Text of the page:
Color artist and Disney Legend Mary Blair brought contemporary art to the Walt Disney Studios in a way no other artist had ever done before. Blair started working for the Walt Disney Studios in 1940, lending her expressive, modernist art to several animated films such as Cinderella, Peter Pan and Alice in Wonderland. Though she is best known for her work as the key designer on “it’s a small world” for the UNICEF Pavilion at the 1964 New York World’s Fair, she also created several murals for both Disneyland and Walt Disney World.
For the 1967 reimagining of Disneyland Park’s Tomorrowland area, Mary Blair was entrusted to create two large murals featuring her stylized children that would welcome guests to the new Tomorrowland. Each mural was fifty-four feet long by fifteen feet high and faced each other, but both no longer exist. Blair’s largest mural and the last one she created for the Walt Disney Company can be found in the Grand Canyon Concourse of Disney’s Contemporary Resort. The “Pueblo Village” mural is ninety feet tall and encases the elevator shaft of the modern resort, facing four different directions. Over 18,000 hand-painted, one-foot tiles feature stylized American Indian children, animals and florals with each side telling a story of the Grand Canyon.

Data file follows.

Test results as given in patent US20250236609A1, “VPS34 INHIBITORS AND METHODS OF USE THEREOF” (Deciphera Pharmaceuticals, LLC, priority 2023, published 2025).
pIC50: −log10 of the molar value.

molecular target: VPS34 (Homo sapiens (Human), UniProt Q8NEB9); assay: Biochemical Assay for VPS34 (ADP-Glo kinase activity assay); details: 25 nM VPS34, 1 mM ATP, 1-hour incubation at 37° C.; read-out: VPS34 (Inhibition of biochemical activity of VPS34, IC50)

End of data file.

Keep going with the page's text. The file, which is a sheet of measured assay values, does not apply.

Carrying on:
Have you ever noticed the five-legged goat on the side of the mural that faces the monorail? Mary Blair purposely created the goat with five legs, an imperfect goat, because the Navajo people often placed imperfections in their art forms based on their beliefs that nothing man-made is perfect, and to imply perfection disrespects the “Great Spirit.” #contemporaryresort #maryblair #waltdisneyworld #disneyresorts #instadisney #disneyphotography #disneylife #disneygram #capturingthemagic